ONCE UPON A CABIN (Sweet Home, Alaska Book 2) by Patience Griffin
Publication Date: November 30, 2021
Genre: Contemporary Romance
Two sisters from Texas find themselves exiled to Alaska . . . and thrown into the arms of two very different men.
Tori and McKenna St. James have been living comfortably on their trust funds in Dallas. But their uncle Monty, keeper of the purse strings, decides to push them out of their comfort zones by requiring them to spend one year in Alaska or lose their inheritance. Initially the sisters are stunned, but they aren’t willing to back down from the challenge.
Tori is sent to a primitive homestead outside the tiny town of Sweet Home. She had been prepared to forego fashion magazines and lattes, but not electricity and running water! Will her rugged wilderness guide, Jesse Montana, teach her to survive, or send her fleeing back to civilization? Meanwhile, outdoorsy McKenna is stuck within the concrete walls of an Anchorage bank. Her sexy boss Luke McAvoy is tasked with teaching her the business but what he’s really doing is tempting her. Not that she’s the type to fall for a stuffed suit like him.
Tori and McKenna find much needed solace with Sweet Home’s Sisterhood of the Quilt. Will this crafty group of women be up to the challenge of teaching two outsiders how to sew—and perhaps how to love?
I enjoyed this book, it captivated me even through the holiday season chaos. Granted, the situation the women were thrust into seemed rather extreme – but it made for a fun escape. Tori was a prissy city girl that I planned to dislike and failed. I liked her and how she pushed herself to rough it in the wilderness despite obvious limitations. Jesse was her “teacher” for the adventure and a perfect match for her. He taught her how to survive without a feeling of rescuing or pampering her. He let her be strong. (I loved the homesteading tips strewn into the storyline.) Tori’s sister McKenna was a secondary romance within the story. This outdoorsy woman had to spend a year in the city to learn the banking business. Personally, I thought she got off easy, especially with Luke there to be her mentor. I wish both romances had a bit more depth in the emotions. It felt like I was told they were falling for each other instead of shown.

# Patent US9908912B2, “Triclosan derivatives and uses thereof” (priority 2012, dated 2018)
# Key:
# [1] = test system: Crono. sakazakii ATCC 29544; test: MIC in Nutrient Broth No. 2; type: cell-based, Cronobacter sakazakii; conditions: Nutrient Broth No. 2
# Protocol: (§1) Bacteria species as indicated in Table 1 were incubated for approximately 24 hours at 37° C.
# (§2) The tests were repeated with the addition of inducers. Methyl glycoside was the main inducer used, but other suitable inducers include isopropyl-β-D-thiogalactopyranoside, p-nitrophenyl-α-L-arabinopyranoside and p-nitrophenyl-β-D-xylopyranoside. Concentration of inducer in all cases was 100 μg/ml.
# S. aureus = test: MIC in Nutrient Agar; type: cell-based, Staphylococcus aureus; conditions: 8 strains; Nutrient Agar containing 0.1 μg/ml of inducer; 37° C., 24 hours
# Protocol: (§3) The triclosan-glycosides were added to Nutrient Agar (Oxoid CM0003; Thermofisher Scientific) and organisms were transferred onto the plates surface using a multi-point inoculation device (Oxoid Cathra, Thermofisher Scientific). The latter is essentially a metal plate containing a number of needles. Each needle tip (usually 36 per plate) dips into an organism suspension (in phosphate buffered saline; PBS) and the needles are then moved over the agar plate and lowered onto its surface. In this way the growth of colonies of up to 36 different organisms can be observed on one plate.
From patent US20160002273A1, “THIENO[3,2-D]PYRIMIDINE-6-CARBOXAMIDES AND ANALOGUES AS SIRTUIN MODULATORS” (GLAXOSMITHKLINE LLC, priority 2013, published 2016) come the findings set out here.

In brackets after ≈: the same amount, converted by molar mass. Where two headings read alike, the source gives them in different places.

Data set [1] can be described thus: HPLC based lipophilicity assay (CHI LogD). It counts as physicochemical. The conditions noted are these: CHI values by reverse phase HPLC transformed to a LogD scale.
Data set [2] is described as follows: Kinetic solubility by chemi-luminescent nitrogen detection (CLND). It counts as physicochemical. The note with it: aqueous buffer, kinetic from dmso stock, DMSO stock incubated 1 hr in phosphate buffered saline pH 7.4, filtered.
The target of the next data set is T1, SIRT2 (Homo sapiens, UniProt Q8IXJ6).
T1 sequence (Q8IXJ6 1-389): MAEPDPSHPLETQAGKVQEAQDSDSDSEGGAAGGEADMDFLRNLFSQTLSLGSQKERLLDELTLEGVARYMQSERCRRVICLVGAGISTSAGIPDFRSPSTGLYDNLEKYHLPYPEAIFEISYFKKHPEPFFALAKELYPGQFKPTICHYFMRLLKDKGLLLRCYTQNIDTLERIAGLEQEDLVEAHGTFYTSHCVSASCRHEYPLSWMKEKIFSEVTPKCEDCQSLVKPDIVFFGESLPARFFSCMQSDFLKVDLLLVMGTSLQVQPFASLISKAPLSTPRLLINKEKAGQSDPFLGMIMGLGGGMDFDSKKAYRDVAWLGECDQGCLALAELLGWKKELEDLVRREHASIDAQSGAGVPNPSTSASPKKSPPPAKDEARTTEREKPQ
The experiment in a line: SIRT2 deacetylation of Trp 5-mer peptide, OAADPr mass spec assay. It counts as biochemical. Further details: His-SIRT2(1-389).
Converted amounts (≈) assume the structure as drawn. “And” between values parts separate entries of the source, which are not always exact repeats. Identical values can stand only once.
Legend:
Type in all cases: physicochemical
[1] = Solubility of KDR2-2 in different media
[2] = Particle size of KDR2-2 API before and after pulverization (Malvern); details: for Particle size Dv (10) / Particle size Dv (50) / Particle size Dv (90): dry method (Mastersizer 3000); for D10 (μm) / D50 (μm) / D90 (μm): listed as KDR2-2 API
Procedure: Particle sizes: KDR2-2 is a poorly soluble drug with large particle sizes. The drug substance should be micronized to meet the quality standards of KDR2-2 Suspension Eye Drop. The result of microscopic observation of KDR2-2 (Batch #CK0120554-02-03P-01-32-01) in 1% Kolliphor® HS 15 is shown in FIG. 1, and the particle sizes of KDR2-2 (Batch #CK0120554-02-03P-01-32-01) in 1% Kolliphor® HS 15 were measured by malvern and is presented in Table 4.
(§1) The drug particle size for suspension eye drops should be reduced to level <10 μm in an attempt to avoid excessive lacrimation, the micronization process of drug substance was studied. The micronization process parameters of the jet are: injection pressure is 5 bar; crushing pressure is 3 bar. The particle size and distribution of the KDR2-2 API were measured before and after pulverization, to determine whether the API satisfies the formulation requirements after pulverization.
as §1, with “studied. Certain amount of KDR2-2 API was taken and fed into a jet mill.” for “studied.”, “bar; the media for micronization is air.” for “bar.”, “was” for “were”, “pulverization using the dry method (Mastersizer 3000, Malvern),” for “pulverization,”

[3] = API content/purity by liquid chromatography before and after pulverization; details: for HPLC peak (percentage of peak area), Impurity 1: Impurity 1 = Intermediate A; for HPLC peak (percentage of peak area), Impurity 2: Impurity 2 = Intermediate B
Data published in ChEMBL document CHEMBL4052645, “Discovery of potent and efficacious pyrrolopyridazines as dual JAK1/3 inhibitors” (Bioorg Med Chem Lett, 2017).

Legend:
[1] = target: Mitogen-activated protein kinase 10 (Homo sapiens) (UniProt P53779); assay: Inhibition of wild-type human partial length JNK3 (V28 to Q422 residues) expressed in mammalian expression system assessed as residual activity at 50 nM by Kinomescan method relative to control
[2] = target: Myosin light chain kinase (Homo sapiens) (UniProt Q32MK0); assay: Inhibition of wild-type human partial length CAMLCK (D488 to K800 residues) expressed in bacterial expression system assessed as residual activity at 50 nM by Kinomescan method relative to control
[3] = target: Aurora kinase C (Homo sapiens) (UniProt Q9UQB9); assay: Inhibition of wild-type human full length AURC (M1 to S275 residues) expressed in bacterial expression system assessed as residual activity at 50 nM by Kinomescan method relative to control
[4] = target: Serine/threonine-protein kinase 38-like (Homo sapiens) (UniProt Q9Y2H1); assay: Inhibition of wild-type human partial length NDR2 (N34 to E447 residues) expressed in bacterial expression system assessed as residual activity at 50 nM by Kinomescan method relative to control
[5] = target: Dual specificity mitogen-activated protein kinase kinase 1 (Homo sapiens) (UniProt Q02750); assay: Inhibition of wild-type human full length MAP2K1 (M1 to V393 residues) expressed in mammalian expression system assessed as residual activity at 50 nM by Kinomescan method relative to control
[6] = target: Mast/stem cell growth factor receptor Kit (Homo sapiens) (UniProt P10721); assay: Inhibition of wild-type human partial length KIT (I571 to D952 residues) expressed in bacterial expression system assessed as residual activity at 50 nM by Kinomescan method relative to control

I love small town romances that also showcase the people that live there. How others treat the couples reinforces the character’s worthiness of caring. It also helps when the townspeople are fun and engaging. In closing, this is a fun romance. No sexy-time, but I didn’t miss it. I’ve found a new author.
*Review copy provided by Penguin in exchange for an honest review.
Patience Griffin grew up in a small town along the Mississippi River. The author of the Quilts and Kilts and Sweet Home, Alaska novels, she has a master’s degree in nuclear engineering but spends her days writing stories about hearth and home and dreaming about the fictional small town of Gandiegow, Scotland.